Keeping Your Gear Organized

by Rick Lawrence, June 07, 2018

If you’re a serious Bass, Pike or Musky fisherman the one thing you don’t want to do it is have to hunt through your whole tackle box looking for a lure or bait you want. I’m going to show you guys how I keep my tackle organized that makes a huge difference in the amount of time it takes to find the right baits.

First off the best way to store Bass tackle is in the clear plastic boxes that are stored in a soft side box. I also have a separate box that I keep all my Pike and Musky gear in. I use a system for storing my tackle. First off I put a rubber band or a piece of surgical tubing on all my baits to control the hooks and keep them from tangling.

I don’t put more than 2 or 3 baits per slot max and fit the slot to the bait as best you can. The smaller the slot is, the less the bait moves around and gets scratched or marred. Keep the bait in the box it came in if they aren’t too much of a pain as that keeps them in better shape and with fewer scratches.

Also put a rust inhibitor in every box to keep your hooks from rusting and staining the baits. I first let my baits air dry on the rim of a cut off 5 gal. bucket before I put them away, plus it makes a handy place to keep the baits you are using for the day if you switch up a lot like I do. Just cut a hole in the bottom of the bucket big enough to get the pedestal through.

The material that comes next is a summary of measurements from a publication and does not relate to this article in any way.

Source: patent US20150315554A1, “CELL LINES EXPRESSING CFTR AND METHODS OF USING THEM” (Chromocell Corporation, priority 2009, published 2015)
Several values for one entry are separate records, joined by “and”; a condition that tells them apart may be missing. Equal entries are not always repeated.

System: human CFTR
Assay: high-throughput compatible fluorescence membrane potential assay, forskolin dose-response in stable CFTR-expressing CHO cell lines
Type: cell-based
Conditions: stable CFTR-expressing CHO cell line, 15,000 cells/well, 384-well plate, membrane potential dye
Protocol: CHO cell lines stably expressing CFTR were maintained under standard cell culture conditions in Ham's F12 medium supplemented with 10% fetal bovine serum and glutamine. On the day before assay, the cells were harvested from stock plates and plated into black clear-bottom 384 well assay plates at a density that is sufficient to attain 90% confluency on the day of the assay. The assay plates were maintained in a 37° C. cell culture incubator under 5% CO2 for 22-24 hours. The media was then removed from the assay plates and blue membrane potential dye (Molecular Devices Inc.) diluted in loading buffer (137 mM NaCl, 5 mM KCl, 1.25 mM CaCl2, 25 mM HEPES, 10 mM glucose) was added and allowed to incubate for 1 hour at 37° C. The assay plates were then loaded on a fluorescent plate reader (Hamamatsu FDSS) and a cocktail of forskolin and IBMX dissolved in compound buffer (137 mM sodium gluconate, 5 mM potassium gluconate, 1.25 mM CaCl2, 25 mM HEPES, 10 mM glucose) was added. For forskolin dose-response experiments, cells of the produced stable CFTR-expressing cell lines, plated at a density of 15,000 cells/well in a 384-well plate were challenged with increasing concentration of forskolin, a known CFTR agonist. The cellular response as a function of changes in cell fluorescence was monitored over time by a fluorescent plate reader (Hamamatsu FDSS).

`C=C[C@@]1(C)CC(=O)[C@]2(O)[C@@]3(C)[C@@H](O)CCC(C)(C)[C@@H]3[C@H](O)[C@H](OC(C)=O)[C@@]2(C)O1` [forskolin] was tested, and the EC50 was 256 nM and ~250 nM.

Last and most important is how I label my boxes. I write on the end of each box what type of lures it contains. I put all my hard topwater baits in one box and work my way deeper in the water column with the different diving depth of the baits. So the next box is all floater-diver Rapala minnow baits. Then shallow running crankbaits and so on till you get to the deep diving cranks and last baits that work on the bottom like jigs and such.

I group like baits together and write on the lid of the box as much info as I can. If I know the name of the bait and company that makes it I put that in but I also put how deep the bait might run. If it is a floater diver, suspending bait or a sinking bait and last if it has a built in rattle or not.

The more info you have about the bait the better and the easier it will be for you to pick out baits and find the particular bait you are looking for. I do the same basic thing with all my soft baits as well in a different soft sided tackle box.

Hope this will increase the time you spend actually fishing and cut down on the time you are searching for a lure.


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